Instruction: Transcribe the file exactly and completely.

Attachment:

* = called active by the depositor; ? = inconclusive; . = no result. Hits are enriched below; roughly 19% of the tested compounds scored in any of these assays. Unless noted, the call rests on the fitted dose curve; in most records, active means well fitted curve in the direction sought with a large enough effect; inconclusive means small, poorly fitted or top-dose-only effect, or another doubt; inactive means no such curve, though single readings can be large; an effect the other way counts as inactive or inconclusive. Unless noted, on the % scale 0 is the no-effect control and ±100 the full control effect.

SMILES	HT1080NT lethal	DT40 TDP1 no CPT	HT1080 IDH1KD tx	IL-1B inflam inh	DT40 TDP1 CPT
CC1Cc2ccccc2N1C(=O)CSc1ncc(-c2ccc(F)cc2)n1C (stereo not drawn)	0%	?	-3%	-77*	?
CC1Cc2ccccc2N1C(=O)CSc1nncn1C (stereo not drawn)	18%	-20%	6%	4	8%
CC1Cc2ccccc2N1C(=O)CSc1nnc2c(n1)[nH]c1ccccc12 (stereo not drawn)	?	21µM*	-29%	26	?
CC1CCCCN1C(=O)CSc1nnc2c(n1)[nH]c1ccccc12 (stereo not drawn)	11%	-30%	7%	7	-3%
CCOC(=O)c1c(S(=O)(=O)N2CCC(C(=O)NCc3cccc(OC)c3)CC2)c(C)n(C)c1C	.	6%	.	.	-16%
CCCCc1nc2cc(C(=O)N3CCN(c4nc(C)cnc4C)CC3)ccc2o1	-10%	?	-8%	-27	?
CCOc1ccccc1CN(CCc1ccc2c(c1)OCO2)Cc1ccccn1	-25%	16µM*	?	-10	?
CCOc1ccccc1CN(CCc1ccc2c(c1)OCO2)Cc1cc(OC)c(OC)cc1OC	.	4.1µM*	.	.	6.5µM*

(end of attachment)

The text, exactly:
* = called active by the depositor; ? = inconclusive; . = no result. Hits are enriched below; roughly 19% of the tested compounds scored in any of these assays. Unless noted, the call rests on the fitted dose curve; in most records, active means well fitted curve in the direction sought with a large enough effect; inconclusive means small, poorly fitted or top-dose-only effect, or another doubt; inactive means no such curve, though single readings can be large; an effect the other way counts as inactive or inconclusive. Unless noted, on the % scale 0 is the no-effect control and ±100 the full control effect.

SMILES	HT1080NT lethal	DT40 TDP1 no CPT	HT1080 IDH1KD tx	IL-1B inflam inh	DT40 TDP1 CPT
CC1Cc2ccccc2N1C(=O)CSc1ncc(-c2ccc(F)cc2)n1C (stereo not drawn)	0%	?	-3%	-77*	?
CC1Cc2ccccc2N1C(=O)CSc1nncn1C (stereo not drawn)	18%	-20%	6%	4	8%
CC1Cc2ccccc2N1C(=O)CSc1nnc2c(n1)[nH]c1ccccc12 (stereo not drawn)	?	21µM*	-29%	26	?
CC1CCCCN1C(=O)CSc1nnc2c(n1)[nH]c1ccccc12 (stereo not drawn)	11%	-30%	7%	7	-3%
CCOC(=O)c1c(S(=O)(=O)N2CCC(C(=O)NCc3cccc(OC)c3)CC2)c(C)n(C)c1C	.	6%	.	.	-16%
CCCCc1nc2cc(C(=O)N3CCN(c4nc(C)cnc4C)CC3)ccc2o1	-10%	?	-8%	-27	?
CCOc1ccccc1CN(CCc1ccc2c(c1)OCO2)Cc1ccccn1	-25%	16µM*	?	-10	?
CCOc1ccccc1CN(CCc1ccc2c(c1)OCO2)Cc1cc(OC)c(OC)cc1OC	.	4.1µM*	.	.	6.5µM*